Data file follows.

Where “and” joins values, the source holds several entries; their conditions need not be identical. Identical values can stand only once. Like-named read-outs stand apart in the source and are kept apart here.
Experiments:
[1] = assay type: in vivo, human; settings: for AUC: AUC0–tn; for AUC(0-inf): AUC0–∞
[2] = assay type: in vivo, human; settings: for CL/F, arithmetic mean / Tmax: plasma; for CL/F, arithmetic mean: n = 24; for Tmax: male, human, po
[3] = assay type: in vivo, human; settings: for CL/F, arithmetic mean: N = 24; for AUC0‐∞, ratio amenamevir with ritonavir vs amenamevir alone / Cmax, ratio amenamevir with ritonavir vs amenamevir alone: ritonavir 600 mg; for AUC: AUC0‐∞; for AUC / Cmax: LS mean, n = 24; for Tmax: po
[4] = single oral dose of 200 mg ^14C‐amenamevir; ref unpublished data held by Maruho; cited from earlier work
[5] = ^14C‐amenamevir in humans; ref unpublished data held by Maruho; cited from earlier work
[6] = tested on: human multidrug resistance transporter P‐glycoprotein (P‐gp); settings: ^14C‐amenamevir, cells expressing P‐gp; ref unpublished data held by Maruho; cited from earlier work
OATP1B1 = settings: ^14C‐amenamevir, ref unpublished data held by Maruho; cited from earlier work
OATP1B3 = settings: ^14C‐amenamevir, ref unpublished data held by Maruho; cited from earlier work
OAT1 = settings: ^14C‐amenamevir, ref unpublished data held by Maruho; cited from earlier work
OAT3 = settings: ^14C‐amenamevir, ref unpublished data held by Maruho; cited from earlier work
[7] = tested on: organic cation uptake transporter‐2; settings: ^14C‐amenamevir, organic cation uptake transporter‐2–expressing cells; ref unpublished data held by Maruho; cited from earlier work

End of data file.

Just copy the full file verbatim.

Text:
Where “and” joins values, the source holds several entries; their conditions need not be identical. Identical values can stand only once. Like-named read-outs stand apart in the source and are kept apart here.
Experiments:
[1] = assay type: in vivo, human; settings: for AUC: AUC0–tn; for AUC(0-inf): AUC0–∞
[2] = assay type: in vivo, human; settings: for CL/F, arithmetic mean / Tmax: plasma; for CL/F, arithmetic mean: n = 24; for Tmax: male, human, po
[3] = assay type: in vivo, human; settings: for CL/F, arithmetic mean: N = 24; for AUC0‐∞, ratio amenamevir with ritonavir vs amenamevir alone / Cmax, ratio amenamevir with ritonavir vs amenamevir alone: ritonavir 600 mg; for AUC: AUC0‐∞; for AUC / Cmax: LS mean, n = 24; for Tmax: po
[4] = single oral dose of 200 mg ^14C‐amenamevir; ref unpublished data held by Maruho; cited from earlier work
[5] = ^14C‐amenamevir in humans; ref unpublished data held by Maruho; cited from earlier work
[6] = tested on: human multidrug resistance transporter P‐glycoprotein (P‐gp); settings: ^14C‐amenamevir, cells expressing P‐gp; ref unpublished data held by Maruho; cited from earlier work
OATP1B1 = settings: ^14C‐amenamevir, ref unpublished data held by Maruho; cited from earlier work
OATP1B3 = settings: ^14C‐amenamevir, ref unpublished data held by Maruho; cited from earlier work
OAT1 = settings: ^14C‐amenamevir, ref unpublished data held by Maruho; cited from earlier work
OAT3 = settings: ^14C‐amenamevir, ref unpublished data held by Maruho; cited from earlier work
[7] = tested on: organic cation uptake transporter‐2; settings: ^14C‐amenamevir, organic cation uptake transporter‐2–expressing cells; ref unpublished data held by Maruho; cited from earlier work